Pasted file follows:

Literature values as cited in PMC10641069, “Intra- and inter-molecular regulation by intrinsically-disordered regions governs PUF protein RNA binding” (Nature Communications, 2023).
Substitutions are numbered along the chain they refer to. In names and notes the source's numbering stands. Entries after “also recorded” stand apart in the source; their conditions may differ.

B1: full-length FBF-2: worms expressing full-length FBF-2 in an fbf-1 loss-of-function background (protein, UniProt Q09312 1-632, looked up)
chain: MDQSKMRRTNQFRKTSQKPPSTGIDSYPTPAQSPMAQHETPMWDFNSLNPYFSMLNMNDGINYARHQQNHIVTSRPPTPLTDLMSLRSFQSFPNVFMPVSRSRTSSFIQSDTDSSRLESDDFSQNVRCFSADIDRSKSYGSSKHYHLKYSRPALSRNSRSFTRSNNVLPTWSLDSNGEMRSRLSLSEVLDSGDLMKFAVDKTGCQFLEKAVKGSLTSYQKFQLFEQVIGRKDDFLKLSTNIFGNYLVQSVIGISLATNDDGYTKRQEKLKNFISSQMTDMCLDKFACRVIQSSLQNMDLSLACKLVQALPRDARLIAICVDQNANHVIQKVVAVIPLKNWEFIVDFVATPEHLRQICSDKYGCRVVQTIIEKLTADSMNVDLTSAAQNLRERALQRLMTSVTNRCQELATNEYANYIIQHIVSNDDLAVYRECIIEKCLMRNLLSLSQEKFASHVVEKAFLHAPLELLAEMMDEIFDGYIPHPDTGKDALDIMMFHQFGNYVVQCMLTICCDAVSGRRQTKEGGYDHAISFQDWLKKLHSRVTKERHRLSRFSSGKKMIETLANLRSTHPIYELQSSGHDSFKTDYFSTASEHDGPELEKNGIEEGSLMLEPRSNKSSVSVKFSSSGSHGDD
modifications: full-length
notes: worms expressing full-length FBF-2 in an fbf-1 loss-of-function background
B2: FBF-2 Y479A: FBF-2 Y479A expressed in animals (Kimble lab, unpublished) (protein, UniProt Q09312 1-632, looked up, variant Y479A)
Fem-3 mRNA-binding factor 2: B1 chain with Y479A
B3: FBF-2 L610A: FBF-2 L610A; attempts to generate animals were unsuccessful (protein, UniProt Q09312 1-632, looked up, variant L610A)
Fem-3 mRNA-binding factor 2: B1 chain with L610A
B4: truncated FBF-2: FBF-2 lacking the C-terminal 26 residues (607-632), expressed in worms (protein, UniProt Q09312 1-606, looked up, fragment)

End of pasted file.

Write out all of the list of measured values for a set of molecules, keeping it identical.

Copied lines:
Literature values as cited in PMC10641069, “Intra- and inter-molecular regulation by intrinsically-disordered regions governs PUF protein RNA binding” (Nature Communications, 2023).
Substitutions are numbered along the chain they refer to. In names and notes the source's numbering stands. Entries after “also recorded” stand apart in the source; their conditions may differ.

B1: full-length FBF-2: worms expressing full-length FBF-2 in an fbf-1 loss-of-function background (protein, UniProt Q09312 1-632, looked up)
chain: MDQSKMRRTNQFRKTSQKPPSTGIDSYPTPAQSPMAQHETPMWDFNSLNPYFSMLNMNDGINYARHQQNHIVTSRPPTPLTDLMSLRSFQSFPNVFMPVSRSRTSSFIQSDTDSSRLESDDFSQNVRCFSADIDRSKSYGSSKHYHLKYSRPALSRNSRSFTRSNNVLPTWSLDSNGEMRSRLSLSEVLDSGDLMKFAVDKTGCQFLEKAVKGSLTSYQKFQLFEQVIGRKDDFLKLSTNIFGNYLVQSVIGISLATNDDGYTKRQEKLKNFISSQMTDMCLDKFACRVIQSSLQNMDLSLACKLVQALPRDARLIAICVDQNANHVIQKVVAVIPLKNWEFIVDFVATPEHLRQICSDKYGCRVVQTIIEKLTADSMNVDLTSAAQNLRERALQRLMTSVTNRCQELATNEYANYIIQHIVSNDDLAVYRECIIEKCLMRNLLSLSQEKFASHVVEKAFLHAPLELLAEMMDEIFDGYIPHPDTGKDALDIMMFHQFGNYVVQCMLTICCDAVSGRRQTKEGGYDHAISFQDWLKKLHSRVTKERHRLSRFSSGKKMIETLANLRSTHPIYELQSSGHDSFKTDYFSTASEHDGPELEKNGIEEGSLMLEPRSNKSSVSVKFSSSGSHGDD
modifications: full-length
notes: worms expressing full-length FBF-2 in an fbf-1 loss-of-function background
B2: FBF-2 Y479A: FBF-2 Y479A expressed in animals (Kimble lab, unpublished) (protein, UniProt Q09312 1-632, looked up, variant Y479A)
Fem-3 mRNA-binding factor 2: B1 chain with Y479A
B3: FBF-2 L610A: FBF-2 L610A; attempts to generate animals were unsuccessful (protein, UniProt Q09312 1-632, looked up, variant L610A)
Fem-3 mRNA-binding factor 2: B1 chain with L610A
B4: truncated FBF-2: FBF-2 lacking the C-terminal 26 residues (607-632), expressed in worms (protein, UniProt Q09312 1-606, looked up, fragment)